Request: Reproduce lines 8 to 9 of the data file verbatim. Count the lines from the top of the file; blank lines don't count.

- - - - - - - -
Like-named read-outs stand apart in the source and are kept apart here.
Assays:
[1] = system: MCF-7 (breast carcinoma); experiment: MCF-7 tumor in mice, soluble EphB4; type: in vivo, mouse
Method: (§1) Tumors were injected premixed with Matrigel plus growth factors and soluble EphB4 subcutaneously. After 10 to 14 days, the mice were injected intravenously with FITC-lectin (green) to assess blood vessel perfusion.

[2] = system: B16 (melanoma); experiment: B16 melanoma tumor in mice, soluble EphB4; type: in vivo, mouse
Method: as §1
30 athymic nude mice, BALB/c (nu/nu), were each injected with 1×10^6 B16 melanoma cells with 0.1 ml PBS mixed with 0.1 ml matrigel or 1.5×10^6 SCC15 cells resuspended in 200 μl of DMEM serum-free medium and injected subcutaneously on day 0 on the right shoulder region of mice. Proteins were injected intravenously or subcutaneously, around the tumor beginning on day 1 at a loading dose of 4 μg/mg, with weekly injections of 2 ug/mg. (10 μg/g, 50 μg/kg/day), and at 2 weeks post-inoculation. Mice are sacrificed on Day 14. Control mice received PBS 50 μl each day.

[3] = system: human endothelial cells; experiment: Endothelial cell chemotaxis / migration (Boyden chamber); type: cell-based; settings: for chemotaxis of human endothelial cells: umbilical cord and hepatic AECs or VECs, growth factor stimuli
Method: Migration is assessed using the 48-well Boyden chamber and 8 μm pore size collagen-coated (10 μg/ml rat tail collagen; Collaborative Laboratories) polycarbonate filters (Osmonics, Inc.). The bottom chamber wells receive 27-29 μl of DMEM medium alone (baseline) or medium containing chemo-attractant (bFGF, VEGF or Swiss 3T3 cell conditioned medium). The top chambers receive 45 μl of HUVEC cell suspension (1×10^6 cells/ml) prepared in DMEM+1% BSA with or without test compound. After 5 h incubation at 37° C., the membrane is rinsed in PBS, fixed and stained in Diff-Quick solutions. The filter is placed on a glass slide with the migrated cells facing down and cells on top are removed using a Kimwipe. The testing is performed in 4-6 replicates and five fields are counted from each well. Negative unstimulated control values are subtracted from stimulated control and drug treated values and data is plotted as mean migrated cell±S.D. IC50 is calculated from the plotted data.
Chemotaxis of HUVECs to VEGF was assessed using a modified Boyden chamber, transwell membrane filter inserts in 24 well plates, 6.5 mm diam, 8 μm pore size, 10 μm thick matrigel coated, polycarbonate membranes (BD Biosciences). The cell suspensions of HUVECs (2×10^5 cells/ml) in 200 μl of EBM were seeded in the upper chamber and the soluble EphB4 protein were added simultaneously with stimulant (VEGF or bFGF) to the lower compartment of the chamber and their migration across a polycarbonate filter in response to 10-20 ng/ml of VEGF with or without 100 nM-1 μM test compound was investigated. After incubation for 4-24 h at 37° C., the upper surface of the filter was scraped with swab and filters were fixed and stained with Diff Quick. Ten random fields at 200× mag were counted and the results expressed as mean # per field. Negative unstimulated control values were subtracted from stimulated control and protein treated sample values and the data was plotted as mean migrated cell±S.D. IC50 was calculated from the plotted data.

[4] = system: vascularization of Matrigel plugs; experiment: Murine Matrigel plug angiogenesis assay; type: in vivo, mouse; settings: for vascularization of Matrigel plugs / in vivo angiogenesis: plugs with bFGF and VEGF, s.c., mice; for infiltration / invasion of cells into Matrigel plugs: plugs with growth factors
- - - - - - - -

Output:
[3] = system: human endothelial cells; experiment: Endothelial cell chemotaxis / migration (Boyden chamber); type: cell-based; settings: for chemotaxis of human endothelial cells: umbilical cord and hepatic AECs or VECs, growth factor stimuli
Method: Migration is assessed using the 48-well Boyden chamber and 8 μm pore size collagen-coated (10 μg/ml rat tail collagen; Collaborative Laboratories) polycarbonate filters (Osmonics, Inc.). The bottom chamber wells receive 27-29 μl of DMEM medium alone (baseline) or medium containing chemo-attractant (bFGF, VEGF or Swiss 3T3 cell conditioned medium). The top chambers receive 45 μl of HUVEC cell suspension (1×10^6 cells/ml) prepared in DMEM+1% BSA with or without test compound. After 5 h incubation at 37° C., the membrane is rinsed in PBS, fixed and stained in Diff-Quick solutions. The filter is placed on a glass slide with the migrated cells facing down and cells on top are removed using a Kimwipe. The testing is performed in 4-6 replicates and five fields are counted from each well. Negative unstimulated control values are subtracted from stimulated control and drug treated values and data is plotted as mean migrated cell±S.D. IC50 is calculated from the plotted data.